• Kay Swinburne, Author |
3 min read

Over the next few months, proposals to refine capital markets regulation will be launched across Europe. In the EU, the Commission will publish its long-awaited review of MiFID II. In the UK, HM Treasury will consult imminently on the broad themes of capital market reform, focusing on the priority areas of market structure, transparency and data. This is likely to involve changes to UK MiFID II.

Over the last few years, KPMG has assisted many clients and market participants in implementing major capital markets regulatory change programmes. We have been discussing with these clients what refinement they would like to see to the regulations. Although there is not complete consensus, key themes have emerged.

Key themes impacting clients

The first theme, unsurprisingly given the amount of resources spent on regulatory change programmes, is that change should not just be made for change’s sake but be evidence-based with a clear cost-benefit analysis. Collaboration with the industry by the regulators is important in achieving this aspect.

On MiFID II, firms welcome the changes the EU has already made and those that the UK is proposing around removing obligations for best execution reports (RTS 27 & 28).

The share trading obligation and the double volume cap are unpopular, with the consensus being that investors and participants should be allowed choice around methods of execution and venues.

MiFID II transparency regime

The MiFID II transparency regime, especially in the fixed income markets is where firms see the most opportunity for change. Pre-trade transparency in its current format is not deemed effective by many market participants. Many of them would like to see pre-trade transparency obligations completely removed, however, some are reluctant due to sunk costs, particularly where electronic trading is now feasible.

Accordingly, market participants see much more value in improving the post-trade transparency regime.  Improvements could be made by simplifying the deferral regime and recalibrating liquidity thresholds. That said, any revisions need to consider the balance between greater transparency and the impact on liquidity provision. This seems an area where major benefits might be achieved, particularly if designed with market participants from both buy and sell side firms.

Another important theme to emerge from our conversations is strong support for a consolidated tape (CT) of price and volumes. Market participants see real value in this but advise starting small and simple, preferably in the fixed income markets, with only the most liquid instruments, to prove the model, before gradually increasing the scope of the CT.  The strong preference is for a public utility model of delivery, due to concerns that a competitive model could lead to an increase in the price of data.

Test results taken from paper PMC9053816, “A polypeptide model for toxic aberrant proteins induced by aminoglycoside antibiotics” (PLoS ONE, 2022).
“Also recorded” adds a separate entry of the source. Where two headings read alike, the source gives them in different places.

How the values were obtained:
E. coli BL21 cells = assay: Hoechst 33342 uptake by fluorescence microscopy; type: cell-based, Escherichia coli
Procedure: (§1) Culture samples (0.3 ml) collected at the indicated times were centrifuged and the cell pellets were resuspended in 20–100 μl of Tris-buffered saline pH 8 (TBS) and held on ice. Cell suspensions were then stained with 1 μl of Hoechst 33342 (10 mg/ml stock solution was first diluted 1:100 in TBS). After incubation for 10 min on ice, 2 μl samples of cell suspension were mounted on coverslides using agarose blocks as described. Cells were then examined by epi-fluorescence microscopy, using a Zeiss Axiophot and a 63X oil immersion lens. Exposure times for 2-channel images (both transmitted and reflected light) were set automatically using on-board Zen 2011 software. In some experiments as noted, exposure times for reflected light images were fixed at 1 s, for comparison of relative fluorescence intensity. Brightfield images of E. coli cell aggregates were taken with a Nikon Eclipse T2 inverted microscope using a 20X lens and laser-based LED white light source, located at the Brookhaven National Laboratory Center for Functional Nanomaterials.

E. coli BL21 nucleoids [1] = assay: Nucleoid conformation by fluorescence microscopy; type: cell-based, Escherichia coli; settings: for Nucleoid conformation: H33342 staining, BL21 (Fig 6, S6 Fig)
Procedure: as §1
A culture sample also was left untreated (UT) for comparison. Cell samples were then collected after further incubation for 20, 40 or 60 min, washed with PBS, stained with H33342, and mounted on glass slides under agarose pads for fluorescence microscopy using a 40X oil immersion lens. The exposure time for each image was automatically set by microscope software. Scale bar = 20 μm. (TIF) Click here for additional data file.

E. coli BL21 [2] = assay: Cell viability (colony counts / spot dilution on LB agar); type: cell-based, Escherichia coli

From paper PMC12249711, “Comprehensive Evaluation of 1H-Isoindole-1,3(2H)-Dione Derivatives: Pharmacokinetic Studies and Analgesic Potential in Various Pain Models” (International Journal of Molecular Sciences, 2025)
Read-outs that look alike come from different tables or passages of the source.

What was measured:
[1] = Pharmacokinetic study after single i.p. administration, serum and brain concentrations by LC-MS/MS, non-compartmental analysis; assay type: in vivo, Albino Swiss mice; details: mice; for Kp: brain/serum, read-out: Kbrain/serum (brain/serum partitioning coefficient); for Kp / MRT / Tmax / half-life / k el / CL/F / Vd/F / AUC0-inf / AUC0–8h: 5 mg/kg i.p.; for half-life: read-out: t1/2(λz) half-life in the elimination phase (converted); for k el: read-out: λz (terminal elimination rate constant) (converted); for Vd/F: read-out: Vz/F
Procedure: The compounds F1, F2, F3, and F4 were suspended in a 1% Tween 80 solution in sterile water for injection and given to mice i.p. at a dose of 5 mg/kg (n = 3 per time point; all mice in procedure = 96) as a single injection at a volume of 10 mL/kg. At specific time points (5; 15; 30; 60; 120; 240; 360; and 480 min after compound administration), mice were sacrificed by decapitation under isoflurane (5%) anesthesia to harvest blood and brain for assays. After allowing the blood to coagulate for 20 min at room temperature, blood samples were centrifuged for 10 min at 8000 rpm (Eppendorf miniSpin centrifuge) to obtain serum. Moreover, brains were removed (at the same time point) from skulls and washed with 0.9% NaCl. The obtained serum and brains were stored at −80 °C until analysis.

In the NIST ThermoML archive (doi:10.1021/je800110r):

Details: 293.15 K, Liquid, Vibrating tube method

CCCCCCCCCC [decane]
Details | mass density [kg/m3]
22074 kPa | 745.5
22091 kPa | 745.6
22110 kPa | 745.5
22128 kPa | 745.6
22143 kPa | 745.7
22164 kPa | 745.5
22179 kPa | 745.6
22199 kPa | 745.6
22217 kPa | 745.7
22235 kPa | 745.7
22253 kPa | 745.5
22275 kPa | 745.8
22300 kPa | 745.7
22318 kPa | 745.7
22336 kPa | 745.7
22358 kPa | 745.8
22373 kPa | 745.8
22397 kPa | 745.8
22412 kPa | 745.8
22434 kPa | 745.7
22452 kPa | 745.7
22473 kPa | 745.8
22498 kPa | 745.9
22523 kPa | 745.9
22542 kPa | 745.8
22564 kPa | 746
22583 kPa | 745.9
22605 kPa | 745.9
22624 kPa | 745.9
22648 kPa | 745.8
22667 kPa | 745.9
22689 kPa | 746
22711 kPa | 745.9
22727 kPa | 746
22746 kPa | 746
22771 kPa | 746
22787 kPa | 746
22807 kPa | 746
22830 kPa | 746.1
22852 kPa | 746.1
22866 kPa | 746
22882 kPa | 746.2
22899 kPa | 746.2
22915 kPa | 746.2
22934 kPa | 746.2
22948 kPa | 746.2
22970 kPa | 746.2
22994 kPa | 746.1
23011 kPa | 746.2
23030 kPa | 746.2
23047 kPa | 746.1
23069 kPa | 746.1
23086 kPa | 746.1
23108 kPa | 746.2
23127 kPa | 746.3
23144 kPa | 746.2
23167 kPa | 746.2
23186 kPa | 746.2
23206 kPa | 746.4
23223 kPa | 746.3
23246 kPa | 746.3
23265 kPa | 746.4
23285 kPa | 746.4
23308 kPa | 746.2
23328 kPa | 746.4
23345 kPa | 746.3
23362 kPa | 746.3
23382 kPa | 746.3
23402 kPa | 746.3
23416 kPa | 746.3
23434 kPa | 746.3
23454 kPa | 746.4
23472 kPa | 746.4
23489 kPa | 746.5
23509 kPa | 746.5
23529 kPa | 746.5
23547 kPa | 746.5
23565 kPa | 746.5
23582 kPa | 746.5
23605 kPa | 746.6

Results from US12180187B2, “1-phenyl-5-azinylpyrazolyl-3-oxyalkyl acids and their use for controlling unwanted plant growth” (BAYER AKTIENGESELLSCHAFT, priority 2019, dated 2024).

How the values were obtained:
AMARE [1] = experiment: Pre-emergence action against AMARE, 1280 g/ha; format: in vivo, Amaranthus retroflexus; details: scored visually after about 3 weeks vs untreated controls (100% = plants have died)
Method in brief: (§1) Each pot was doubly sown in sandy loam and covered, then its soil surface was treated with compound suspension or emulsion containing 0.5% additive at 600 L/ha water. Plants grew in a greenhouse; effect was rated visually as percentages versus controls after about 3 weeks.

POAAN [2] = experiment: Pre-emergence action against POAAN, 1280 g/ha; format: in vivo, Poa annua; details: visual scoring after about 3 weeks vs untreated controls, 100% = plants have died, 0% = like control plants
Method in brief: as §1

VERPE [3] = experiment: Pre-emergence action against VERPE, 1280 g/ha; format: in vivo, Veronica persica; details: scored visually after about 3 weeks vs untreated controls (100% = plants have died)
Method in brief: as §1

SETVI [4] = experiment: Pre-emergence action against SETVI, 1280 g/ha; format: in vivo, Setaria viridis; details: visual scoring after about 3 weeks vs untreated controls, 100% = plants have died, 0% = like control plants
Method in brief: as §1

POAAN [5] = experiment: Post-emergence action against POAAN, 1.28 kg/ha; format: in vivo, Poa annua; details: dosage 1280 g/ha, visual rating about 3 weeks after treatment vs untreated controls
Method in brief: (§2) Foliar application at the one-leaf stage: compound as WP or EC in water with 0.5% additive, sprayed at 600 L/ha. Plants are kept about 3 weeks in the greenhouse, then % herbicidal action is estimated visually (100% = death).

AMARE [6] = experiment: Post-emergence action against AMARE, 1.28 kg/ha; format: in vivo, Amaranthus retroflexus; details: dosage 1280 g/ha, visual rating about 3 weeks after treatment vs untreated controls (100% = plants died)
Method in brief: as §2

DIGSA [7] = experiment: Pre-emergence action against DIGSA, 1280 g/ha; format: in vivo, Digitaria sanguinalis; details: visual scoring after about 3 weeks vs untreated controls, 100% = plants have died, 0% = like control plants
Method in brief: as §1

As most of our clients operate in both the UK and the EU, the overarching preference is to have continuing alignment between the regimes. However, most also recognise that politically this may not be viable. With that said, aligning to international standards was seen as an imperative and should help encourage efficiency in what are global markets.

Supporting growth and investment

The final key theme would be for the scope of the UK review to be wider than just revisions to UK MiFID II.  Market participants encourage the Government to consider issues that could impact the attractiveness, efficiency and effectiveness of UK capital markets as a whole.  This includes areas such as banking taxation, the bonus cap and the ringfencing regime.  There is also an opportunity to shape the regulation to facilitate the capital markets’ support to the transition to net-zero carbon emissions.

These revisions and reforms offer the chance to help capital markets across Europe become better at supporting growth and investment in the real economy to aid both recovery from the COVID-19 pandemic and play a part in long-term sustainable economies.

If you would like to discuss any of the topics covered in this blog, we would love to hear from you. Visit our Capital Markets webpage to meet our team and find out more about what we do.